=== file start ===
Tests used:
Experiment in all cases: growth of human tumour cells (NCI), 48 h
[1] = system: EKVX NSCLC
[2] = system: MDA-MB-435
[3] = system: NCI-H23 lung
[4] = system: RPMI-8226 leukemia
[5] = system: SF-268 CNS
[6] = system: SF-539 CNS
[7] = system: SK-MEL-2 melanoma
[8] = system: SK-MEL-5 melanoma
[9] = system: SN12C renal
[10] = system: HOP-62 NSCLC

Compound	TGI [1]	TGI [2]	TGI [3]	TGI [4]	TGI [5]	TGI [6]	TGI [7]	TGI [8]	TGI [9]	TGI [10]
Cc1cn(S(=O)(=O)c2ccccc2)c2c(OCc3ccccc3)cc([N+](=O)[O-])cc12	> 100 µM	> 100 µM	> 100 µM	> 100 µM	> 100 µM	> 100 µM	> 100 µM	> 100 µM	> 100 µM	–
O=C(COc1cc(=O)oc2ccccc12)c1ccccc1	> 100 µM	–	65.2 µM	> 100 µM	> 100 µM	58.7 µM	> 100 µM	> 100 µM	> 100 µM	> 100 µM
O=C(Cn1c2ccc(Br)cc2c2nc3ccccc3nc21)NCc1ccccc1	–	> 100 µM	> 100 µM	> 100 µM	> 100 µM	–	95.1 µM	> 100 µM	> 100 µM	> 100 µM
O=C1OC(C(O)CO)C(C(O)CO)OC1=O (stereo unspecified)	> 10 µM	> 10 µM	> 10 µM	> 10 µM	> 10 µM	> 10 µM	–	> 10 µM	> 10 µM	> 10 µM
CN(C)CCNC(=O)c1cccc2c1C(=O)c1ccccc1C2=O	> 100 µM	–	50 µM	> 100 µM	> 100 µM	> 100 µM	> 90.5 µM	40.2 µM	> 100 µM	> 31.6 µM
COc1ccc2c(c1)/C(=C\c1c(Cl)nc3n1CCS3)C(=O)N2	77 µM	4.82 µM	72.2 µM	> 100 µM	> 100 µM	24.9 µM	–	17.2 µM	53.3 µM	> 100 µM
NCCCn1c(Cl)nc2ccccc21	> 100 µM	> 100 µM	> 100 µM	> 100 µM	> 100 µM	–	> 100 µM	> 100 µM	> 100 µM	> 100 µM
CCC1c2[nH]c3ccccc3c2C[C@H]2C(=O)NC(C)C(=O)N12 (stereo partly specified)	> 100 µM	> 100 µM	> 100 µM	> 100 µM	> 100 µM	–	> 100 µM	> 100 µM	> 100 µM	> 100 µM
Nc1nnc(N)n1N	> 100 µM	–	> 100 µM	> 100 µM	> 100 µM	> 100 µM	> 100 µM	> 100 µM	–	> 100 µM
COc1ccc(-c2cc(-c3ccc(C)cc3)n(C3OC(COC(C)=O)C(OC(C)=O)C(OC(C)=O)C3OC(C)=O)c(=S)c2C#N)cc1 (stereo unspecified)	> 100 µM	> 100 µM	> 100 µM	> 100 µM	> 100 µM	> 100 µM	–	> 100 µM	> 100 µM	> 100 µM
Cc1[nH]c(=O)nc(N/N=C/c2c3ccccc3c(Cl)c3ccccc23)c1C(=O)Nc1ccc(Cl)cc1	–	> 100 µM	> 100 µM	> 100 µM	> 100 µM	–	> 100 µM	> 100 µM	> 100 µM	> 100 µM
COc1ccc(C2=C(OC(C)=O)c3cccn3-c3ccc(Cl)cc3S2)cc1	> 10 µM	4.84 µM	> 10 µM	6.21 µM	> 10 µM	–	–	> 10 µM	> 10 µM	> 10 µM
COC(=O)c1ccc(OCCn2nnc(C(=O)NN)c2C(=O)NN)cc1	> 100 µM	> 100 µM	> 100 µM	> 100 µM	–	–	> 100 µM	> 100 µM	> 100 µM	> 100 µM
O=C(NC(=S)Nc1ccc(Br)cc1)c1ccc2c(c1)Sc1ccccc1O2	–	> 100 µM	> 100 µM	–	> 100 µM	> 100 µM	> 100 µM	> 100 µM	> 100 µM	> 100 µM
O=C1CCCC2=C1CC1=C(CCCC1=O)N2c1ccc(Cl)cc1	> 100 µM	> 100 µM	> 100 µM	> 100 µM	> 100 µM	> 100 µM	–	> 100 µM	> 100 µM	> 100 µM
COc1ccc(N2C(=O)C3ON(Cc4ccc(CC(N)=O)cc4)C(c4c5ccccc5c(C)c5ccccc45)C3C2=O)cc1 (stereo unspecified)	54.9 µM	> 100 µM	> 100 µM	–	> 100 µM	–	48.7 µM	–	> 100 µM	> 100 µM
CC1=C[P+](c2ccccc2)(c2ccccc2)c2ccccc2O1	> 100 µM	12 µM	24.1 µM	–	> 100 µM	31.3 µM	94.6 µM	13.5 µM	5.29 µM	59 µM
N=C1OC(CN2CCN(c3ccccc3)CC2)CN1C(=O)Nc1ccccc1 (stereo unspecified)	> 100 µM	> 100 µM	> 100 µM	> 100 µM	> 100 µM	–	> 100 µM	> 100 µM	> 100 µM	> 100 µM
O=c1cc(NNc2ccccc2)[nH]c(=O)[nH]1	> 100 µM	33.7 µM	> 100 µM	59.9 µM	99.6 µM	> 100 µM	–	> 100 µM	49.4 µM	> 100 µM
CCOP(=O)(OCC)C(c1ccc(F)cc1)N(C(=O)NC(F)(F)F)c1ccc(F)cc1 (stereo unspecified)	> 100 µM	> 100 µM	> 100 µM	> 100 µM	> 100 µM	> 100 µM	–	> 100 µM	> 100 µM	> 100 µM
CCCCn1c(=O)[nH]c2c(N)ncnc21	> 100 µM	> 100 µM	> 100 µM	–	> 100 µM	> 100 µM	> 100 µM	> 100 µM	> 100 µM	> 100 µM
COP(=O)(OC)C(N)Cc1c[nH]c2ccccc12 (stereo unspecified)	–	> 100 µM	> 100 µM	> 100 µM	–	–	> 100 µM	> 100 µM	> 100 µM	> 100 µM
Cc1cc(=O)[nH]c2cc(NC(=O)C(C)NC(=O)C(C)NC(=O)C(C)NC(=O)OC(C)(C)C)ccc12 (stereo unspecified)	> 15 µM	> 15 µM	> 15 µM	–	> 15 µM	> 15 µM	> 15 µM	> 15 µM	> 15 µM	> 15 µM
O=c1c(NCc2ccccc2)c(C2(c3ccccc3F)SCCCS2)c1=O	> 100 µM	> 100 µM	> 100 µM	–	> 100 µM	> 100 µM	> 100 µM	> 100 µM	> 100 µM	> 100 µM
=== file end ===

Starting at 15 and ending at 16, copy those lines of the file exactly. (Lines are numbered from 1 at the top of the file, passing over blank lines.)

O=C(COc1cc(=O)oc2ccccc12)c1ccccc1	> 100 µM	–	65.2 µM	> 100 µM	> 100 µM	58.7 µM	> 100 µM	> 100 µM	> 100 µM	> 100 µM
O=C(Cn1c2ccc(Br)cc2c2nc3ccccc3nc21)NCc1ccccc1	–	> 100 µM	> 100 µM	> 100 µM	> 100 µM	–	95.1 µM	> 100 µM	> 100 µM	> 100 µM